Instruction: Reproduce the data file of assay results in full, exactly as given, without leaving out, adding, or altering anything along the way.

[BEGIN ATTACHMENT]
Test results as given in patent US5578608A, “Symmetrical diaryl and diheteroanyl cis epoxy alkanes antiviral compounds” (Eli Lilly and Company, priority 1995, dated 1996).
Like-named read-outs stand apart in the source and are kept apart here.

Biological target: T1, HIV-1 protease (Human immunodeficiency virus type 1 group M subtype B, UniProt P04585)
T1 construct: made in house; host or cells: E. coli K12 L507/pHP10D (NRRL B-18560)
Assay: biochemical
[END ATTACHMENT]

Test results as given in patent US5578608A, “Symmetrical diaryl and diheteroanyl cis epoxy alkanes antiviral compounds” (Eli Lilly and Company, priority 1995, dated 1996).
Like-named read-outs stand apart in the source and are kept apart here.

Biological target: T1, HIV-1 protease (Human immunodeficiency virus type 1 group M subtype B, UniProt P04585)
T1 construct: made in house; host or cells: E. coli K12 L507/pHP10D (NRRL B-18560)
Assay: biochemical